Beyond its theoretical importance as an intervention into Gilles Deleuze’s Bergsonist theory of cinema and Bernard Stiegler’s technological phenomenology, the error-image also serves to focalize recent developments in time-based media. Of interest to us here is how the error-image’s embodied reframing of the intra-cinematic time-image resonates with post-cinema’s expansion of medial interventions into the constitution of perception. Though a reinvestment in the spectator’s body gives rise to the error-image in response to a time-image, our investigation into technics and memory will open this attention to embodiment from a human perspective to a more inclusive, generalized scope. In this way, a theorization of error’s plurality of images in both media-philosophical and aesthetic contexts can contribute to what Shane Denson has characterized as the “discorrelation” of images’ production from the human’s phenomenological standards. In the same way that the error-image foregrounds the time-image’s latent rupture from any direct human perspective, so too do post-cinematic techniques realize and intensify the cinema’s capacity for radically altering the foundation of worldly experience.
2. Towards a Spiritless Memory
In addition to the temporal blockage that characterizes this initial look, the error-image implicates a wider framework of memory. Beneath the error, a latent weave of memory traces fills the time-image’s interstice and holds aloft the movement of thought as its substrate, the already-there horizon for the not yet: the virtual.
First, some terms. Conscious temporality refers to the perception of time, which expands physical time’s passing present into an experienced now. Sensation refers to a perturbation of physiological senses that takes place beneath the threshold of conscious perceptual awareness. Body and mind, unconsciousness and consciousness, exist as dynamic, processual relations within the material universe and physical real time. Experience of them remains confined to temporality.
Given the temporal difference between physical processes, bodily sensibility, and perceptual temporality, conscious presence must therefore be composed of already passed material interactions. Registering a past requires a retention, which refers to a form maintained through time. Any recording, whether a technical trace like writing or a physiological mark like a scar or a neural pathway, is a retention. Memory’s content furnishes our conscious temporality by informing us, via its own immanent and present retention, of the past as the present passes. Martin Hägglund explains the consequences of temporalization in terms of retention and protention:
these functions testify to the constitutive deferral and delay of différance. The delay is marked by the retentional awareness of being too late (in relation to what is no longer), while the deferral is marked by the protentional awareness of being too early (in relation to what is not yet) . . . I can appear to myself only by holding onto myself through retention and anticipating myself through protention. (Hägglund 70)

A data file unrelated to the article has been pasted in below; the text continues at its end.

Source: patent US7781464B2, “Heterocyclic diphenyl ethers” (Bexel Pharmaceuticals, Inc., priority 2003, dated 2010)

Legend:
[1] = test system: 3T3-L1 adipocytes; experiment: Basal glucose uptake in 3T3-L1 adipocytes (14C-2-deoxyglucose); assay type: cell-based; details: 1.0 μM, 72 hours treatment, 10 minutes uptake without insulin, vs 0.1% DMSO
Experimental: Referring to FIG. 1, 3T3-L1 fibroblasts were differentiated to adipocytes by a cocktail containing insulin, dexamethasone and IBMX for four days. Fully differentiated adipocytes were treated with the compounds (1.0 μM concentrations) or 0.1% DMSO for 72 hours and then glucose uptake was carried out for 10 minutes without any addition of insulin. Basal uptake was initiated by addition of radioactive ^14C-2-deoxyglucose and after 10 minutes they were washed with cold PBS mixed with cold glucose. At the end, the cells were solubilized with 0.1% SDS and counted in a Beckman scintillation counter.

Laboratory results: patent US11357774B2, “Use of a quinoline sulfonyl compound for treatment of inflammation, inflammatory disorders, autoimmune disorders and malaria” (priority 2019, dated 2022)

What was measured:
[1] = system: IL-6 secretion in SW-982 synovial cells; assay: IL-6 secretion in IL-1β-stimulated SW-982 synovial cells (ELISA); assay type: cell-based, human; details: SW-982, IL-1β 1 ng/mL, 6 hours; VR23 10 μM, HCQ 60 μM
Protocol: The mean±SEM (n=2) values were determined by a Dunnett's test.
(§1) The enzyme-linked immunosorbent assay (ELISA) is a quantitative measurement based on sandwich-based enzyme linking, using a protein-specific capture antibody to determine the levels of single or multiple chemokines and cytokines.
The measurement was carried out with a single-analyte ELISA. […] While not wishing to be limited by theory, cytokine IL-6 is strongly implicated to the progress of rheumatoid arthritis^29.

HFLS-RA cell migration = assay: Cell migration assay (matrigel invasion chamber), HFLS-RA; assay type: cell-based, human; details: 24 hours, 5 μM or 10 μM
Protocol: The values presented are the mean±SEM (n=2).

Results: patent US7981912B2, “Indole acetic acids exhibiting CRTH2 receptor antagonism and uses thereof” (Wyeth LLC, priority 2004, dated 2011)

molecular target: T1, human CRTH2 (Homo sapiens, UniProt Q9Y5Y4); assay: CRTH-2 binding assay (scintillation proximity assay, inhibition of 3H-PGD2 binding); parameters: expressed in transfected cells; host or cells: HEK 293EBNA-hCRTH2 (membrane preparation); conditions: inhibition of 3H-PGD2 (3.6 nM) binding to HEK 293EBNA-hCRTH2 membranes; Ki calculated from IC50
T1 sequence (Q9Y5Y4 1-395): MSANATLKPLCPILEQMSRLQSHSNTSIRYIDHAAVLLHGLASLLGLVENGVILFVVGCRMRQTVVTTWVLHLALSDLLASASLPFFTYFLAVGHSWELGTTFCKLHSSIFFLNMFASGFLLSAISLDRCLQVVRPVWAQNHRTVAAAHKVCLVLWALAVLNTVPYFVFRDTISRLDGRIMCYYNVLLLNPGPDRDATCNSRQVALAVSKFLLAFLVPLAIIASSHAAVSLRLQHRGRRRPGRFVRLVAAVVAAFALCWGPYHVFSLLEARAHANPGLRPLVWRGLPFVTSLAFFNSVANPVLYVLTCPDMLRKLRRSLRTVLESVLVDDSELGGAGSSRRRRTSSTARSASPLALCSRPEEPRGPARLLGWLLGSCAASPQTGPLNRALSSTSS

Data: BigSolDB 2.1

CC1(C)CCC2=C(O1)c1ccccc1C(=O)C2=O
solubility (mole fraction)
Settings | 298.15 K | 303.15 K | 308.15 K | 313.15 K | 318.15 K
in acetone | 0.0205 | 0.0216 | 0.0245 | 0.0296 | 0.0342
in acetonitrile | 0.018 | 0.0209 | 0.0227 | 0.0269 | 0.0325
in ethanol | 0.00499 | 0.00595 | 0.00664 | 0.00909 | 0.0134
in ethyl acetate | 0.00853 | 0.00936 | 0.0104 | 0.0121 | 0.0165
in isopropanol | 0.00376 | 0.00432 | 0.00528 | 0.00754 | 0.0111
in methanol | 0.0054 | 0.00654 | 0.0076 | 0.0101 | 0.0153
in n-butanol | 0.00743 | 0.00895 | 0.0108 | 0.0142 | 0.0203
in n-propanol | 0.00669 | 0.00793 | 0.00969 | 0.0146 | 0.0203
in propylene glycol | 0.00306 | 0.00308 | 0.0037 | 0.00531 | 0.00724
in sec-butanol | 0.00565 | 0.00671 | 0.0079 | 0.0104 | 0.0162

Due to the necessities of its very existence, consciousness must have at least some immediate constitutive association with memory. The retention-protention schema substantiates a basic ground for conscious experience as an extra-present flux, but it alone does not definitively place memory’s cosmological entirety at the base of all conscious phenomena.
Neuroscience of Recollection
Example one. In his book Proust Was a Neuroscientist, Jonah Lehrer recounts working in Nobel Prize-winning scientist Eric Kandel’s lab at NYU. In his popularized account of Drs. Kandel and Kausik Si’s experiments with rats conditioned to fear a specific sound, Lehrer explains how blocking the proteins necessary to make new memories inhibited “the process of remembering a memory” (Lehrer 84-85). Not only did the rats lack fearful sensations, they also lost the “original memory trace,” which became evident after the protein blocker left the rats’ bodies. A class of proteins called prions, which are both resistant to decay over time and malleable without genetic material, enable memories to persist until enacted in recollection. A memory trace for recollection exists in its recall during the process of sensation, and its subsequent retention after recall memorizes the latest sensation in lieu of the previous. This process, called “reconsolidation,” follows Derrida’s logic of the trace, which affords a retention with material persistence by its being open to destructive differentiation. Indeed, according to the Hebbian theory of learning, the entire nervous system develops by adjusting activated synaptic weights, or the release of neurotransmitters, in proportion to their previous weights (Churchland 157-159). Sensibility thus sharpens its receptivity to the environment in a coincidence of reading and writing sensed bodily perturbations.